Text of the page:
KAREN: Well that’s a good point. And we wonder if it’s because DeBlasio, who also had worked for the Clinton Administration, in fact he worked under Andrew Cuomo at HUD. I’m wondering if he’s trying to play catch up because at first he was a little bit hesitant about supporting Hillary Clinton, saying she needed to prove that she was a progressive. That didn’t really play very well with him. So maybe he needs to look more active than Andrew Cuomo, who is a very solid Hillary Clinton supporter right now.  

EBONG: Okay, what about on the Republican side, any prominent Republican statewide supporting the three candidates?

KAREN: Well we do have Buffalo businessman Carl Paladino, who ran for Governor against Andrew Cuomo back in 2010 and lost badly. He is a Tea Party type definitely. He’s a big Trump supporter. But in terms of the elected lawmakers in the Senate and the Assembly, no, most of them, the vast majority have not come out.

EBONG: Quite a number of the Republican elected officials in Connecticut have shown some interest in Ohio Governor John Kasich’s presidential campaign. As a matter of fact, Kasich is the first to campaign in Connecticut. He was here last Friday. And at a town hall at Sacred Heart University this is what he had to say.

KASICH: "I need to continue to gather delegates and that’s what we are going to do and go into that convention with as many delegates as we can muster."

EBONG: So how does New York award delegates because the polls are now telling us that it seems as if Trump might get up to 50 percent or more of in the election, what would that mean for the delegate split in New York?

KAREN: Well funny you should ask. It’s not a winner take all state in New York, it's congressional district by congressional district. If you are a candidate who wins more than 50 percent of the vote in a congressional district you get all of the delegates.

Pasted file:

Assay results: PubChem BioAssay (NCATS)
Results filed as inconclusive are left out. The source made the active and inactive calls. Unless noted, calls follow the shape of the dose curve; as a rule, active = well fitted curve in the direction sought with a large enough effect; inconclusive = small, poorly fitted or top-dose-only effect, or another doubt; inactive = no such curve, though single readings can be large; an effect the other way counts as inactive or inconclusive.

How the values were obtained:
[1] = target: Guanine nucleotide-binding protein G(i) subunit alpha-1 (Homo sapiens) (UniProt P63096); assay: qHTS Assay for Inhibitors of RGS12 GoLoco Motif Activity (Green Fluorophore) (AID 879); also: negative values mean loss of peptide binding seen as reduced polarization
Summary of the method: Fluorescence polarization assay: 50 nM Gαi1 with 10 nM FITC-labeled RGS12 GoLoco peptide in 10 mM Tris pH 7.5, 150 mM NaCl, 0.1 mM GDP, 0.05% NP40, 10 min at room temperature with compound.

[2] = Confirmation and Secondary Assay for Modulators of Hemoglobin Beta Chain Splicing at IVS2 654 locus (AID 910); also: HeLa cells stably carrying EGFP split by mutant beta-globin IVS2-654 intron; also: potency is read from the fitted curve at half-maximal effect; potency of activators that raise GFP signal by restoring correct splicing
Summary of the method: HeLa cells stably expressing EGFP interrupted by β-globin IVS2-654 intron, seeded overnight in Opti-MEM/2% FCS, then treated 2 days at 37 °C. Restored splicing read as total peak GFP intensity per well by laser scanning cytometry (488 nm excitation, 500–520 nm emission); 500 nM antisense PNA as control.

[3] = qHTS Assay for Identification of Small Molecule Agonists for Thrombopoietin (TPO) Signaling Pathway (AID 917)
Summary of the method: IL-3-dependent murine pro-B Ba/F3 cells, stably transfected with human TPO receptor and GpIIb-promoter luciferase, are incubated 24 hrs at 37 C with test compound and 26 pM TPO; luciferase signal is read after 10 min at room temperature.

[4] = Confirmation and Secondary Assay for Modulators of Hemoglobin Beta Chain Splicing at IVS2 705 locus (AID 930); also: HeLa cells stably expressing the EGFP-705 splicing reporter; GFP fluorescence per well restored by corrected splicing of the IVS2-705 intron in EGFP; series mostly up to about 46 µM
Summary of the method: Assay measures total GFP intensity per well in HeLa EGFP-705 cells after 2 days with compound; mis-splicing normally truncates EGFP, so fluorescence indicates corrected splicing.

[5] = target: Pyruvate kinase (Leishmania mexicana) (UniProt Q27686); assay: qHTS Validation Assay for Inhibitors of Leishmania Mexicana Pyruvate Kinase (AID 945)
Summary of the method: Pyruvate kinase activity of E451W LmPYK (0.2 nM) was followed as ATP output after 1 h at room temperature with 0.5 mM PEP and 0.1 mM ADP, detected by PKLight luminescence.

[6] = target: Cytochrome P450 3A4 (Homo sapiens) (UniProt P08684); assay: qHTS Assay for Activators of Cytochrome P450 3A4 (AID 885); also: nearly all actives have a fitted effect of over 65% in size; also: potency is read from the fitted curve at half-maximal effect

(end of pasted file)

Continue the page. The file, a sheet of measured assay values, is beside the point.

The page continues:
EBONG: So how this been for you? You’ve covered Albany for years, has there been this much excitement about a presidential election?

KAREN: No, there never has, and I’ve been covering politics here for a quarter century. I covered Andrew Cuomo’s father Mario Cuomo, and some of the leading Democrats would come and pay him a visit. I remember Bill Clinton coming, I remember Jerry Brown, the California governor, back when he was running for president. They would come one at a time. But we’ve never had this total convergence of both being in play in New York State, and really a must win for each side. It’s extremely exciting I've got to admit.

EBONG: Well thank you so much Karen, thanks for joining us.

KAREN: Thank you.

As WSHU Public Radio’s award-winning senior political reporter, Ebong Udoma draws on his extensive tenure to delve deep into state politics during a major election year.
Karen has covered state government and politics for New York State Public Radio, a network of 10 New York and Connecticut stations, since 1990. She is also a regular contributor to the statewide public television program about New York State government, New York Now. She appears on the reporter’s roundtable segment, and interviews newsmakers.